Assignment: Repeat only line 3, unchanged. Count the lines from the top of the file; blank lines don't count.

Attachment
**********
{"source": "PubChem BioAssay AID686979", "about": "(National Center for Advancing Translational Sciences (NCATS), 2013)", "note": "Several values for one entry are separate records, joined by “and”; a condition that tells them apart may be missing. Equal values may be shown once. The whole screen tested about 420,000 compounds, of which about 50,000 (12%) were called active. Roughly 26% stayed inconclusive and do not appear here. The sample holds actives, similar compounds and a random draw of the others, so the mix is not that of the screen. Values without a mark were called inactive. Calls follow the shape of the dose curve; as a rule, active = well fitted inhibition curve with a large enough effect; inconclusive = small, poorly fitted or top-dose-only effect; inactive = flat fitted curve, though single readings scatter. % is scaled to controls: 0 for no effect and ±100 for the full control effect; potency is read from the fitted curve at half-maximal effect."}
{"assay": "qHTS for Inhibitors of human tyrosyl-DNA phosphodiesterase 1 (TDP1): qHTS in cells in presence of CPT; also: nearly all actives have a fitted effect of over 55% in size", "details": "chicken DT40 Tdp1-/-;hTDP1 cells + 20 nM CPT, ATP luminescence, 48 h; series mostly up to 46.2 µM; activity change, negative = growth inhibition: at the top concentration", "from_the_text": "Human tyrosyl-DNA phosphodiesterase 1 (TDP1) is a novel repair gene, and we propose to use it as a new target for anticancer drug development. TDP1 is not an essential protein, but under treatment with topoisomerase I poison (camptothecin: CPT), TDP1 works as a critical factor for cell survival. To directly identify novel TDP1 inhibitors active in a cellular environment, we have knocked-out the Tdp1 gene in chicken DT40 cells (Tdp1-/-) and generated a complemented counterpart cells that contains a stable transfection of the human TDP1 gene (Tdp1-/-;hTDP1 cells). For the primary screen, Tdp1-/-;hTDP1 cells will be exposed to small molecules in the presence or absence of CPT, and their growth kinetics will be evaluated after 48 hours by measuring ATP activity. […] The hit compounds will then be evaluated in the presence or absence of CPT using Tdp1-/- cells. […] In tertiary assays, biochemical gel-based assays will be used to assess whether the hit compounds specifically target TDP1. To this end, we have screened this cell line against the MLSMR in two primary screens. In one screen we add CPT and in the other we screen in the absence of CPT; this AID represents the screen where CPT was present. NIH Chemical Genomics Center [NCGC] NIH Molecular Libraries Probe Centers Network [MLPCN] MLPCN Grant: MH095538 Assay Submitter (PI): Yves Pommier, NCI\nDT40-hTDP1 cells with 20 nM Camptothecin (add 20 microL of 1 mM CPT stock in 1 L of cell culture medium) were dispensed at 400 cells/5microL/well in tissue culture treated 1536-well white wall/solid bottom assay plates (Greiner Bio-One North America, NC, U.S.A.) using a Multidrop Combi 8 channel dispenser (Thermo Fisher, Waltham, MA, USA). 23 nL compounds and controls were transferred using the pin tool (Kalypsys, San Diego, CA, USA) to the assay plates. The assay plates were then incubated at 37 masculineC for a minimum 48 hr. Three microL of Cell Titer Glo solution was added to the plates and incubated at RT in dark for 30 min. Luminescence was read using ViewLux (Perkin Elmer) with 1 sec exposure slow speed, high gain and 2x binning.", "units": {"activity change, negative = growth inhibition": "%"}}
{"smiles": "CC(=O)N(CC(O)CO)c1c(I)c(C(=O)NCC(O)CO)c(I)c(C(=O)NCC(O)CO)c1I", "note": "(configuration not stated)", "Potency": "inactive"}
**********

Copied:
{"smiles": "CC(=O)N(CC(O)CO)c1c(I)c(C(=O)NCC(O)CO)c(I)c(C(=O)NCC(O)CO)c1I", "note": "(configuration not stated)", "Potency": "inactive"}